There were several sections in the plant. In the largest Elnur showed us dozens of small pools full of sturgeon of different ages. Here was one with fish 3-4 years old. Different ages are kept separate. The distinctive smell of fish was everywhere, as if announcing welcome to the world of sturgeon.

Production assistant Khalid Askerov was responsible for the fish in these pools. He told us that the sturgeon is the most fretful of the fish and they demanded patience and competence. He showed us the biggest sturgeon in the plant, a four year old weighing 20 kilos. Raffaello Osvaldo, an expert from Chile, has been at the plant since almost the start of production. He is responsible for the heating system and feeding.

Fish are like human beings. They need special care and scheduled feeding. For instance, 3 month-old fish need to be fed six times a day; at 5 months – three times a day; and one year old fish are fed just once a day. Water temperature always has to be regulated.

A walk by a fish ‘kindergarten’ and ‘hospital’

The plant seems to cover all aspects of life. You can find here a ‘kindergarten’ where young fishes gambol in the pool, or a special ‘hospital’ pool where ill fish are treated. We noted another space with special equipment for pairing fish off for reproduction. It was very interesting to see the similarities with human life. Walking through the different sections of the plant we finally came upon a room which had nothing to do with fish. This was for the staff – just four people. Comfortable armchairs, a table and even a TV set made the room comfortable. Here we met Ahikam Gissis, the plant’s senior expert who came from Israel as a consultant on feeding and treating fish.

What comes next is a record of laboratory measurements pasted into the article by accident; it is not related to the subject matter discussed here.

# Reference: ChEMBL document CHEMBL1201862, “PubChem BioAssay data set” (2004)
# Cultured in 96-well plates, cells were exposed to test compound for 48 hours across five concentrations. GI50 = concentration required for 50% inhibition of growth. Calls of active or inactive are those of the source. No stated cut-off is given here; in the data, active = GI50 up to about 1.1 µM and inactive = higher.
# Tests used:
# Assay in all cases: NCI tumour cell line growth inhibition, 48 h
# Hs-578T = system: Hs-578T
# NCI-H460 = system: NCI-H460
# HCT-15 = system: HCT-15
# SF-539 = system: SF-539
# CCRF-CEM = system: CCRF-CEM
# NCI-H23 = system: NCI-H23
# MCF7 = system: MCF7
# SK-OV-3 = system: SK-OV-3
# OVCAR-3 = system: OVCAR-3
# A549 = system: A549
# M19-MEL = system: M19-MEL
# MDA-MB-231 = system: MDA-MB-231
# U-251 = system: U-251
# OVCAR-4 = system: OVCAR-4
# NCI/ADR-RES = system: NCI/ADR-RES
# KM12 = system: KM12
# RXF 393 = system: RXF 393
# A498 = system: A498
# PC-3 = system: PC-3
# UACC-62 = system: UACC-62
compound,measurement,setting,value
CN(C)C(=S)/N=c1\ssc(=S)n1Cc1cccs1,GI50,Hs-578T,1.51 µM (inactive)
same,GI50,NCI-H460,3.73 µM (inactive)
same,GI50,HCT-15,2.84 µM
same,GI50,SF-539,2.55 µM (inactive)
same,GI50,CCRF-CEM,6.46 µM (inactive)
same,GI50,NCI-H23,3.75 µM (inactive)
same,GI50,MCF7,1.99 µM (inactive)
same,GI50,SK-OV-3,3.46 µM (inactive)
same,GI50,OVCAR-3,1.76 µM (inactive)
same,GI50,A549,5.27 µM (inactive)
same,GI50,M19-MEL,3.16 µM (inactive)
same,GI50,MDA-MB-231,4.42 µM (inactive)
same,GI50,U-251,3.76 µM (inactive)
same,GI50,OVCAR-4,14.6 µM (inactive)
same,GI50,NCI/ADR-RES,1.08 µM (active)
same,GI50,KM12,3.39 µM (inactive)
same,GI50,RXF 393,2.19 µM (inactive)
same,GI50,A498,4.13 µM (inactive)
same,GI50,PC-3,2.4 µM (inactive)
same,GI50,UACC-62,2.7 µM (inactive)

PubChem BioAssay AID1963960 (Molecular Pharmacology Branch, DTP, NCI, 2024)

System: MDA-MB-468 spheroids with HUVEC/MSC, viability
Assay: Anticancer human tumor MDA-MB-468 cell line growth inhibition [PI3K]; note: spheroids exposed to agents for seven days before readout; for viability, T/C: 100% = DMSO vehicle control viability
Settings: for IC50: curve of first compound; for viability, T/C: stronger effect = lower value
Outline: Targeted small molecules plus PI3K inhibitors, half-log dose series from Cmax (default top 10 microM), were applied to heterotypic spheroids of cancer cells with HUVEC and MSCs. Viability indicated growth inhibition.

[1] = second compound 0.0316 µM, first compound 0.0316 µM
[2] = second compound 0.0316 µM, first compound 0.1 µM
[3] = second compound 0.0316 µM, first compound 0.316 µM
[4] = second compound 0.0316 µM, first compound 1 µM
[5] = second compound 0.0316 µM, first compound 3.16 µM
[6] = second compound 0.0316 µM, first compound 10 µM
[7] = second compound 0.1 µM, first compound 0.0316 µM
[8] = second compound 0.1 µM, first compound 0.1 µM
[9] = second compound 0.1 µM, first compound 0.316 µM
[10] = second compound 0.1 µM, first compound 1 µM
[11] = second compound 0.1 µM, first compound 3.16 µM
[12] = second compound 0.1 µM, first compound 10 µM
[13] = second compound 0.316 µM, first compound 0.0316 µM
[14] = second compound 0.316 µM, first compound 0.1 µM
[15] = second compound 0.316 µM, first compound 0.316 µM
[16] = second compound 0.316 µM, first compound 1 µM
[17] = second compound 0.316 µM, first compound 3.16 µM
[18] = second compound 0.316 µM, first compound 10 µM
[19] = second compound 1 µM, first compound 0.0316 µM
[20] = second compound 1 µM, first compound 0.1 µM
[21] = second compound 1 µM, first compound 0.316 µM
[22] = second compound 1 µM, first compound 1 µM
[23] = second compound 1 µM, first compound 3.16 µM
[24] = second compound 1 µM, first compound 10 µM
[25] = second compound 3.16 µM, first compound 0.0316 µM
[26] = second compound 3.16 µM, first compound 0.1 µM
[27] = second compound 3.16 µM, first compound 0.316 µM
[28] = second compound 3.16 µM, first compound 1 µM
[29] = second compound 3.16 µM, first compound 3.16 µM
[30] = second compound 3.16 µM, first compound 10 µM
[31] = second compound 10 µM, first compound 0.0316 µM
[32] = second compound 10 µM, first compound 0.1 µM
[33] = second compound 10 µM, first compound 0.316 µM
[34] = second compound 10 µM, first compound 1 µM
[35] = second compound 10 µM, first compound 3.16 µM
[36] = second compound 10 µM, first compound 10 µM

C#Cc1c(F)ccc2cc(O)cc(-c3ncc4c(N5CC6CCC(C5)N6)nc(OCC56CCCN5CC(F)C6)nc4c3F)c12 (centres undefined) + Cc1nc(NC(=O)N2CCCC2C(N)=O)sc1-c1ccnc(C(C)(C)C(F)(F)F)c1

The sturgeon needs special care

Over a cup of tea but with the all-pervasive aroma to keep us on topic, Ahikam told us about the intricacies and difficulties of raising sturgeon.

How do you feed the fish?

We import food. It is a special combination of ingredients, high in proteins and a variety of vitamins; it also has to be poorly soluble. We buy tons of it from large producers in Georgia, Israel and Greece to keep the fish in good condition.
Raffaello Osvaldo describes the sturgeons´ diet Raffaello Osvaldo describes the sturgeons´ diet

How do you look after the fish? Is there a specific regime?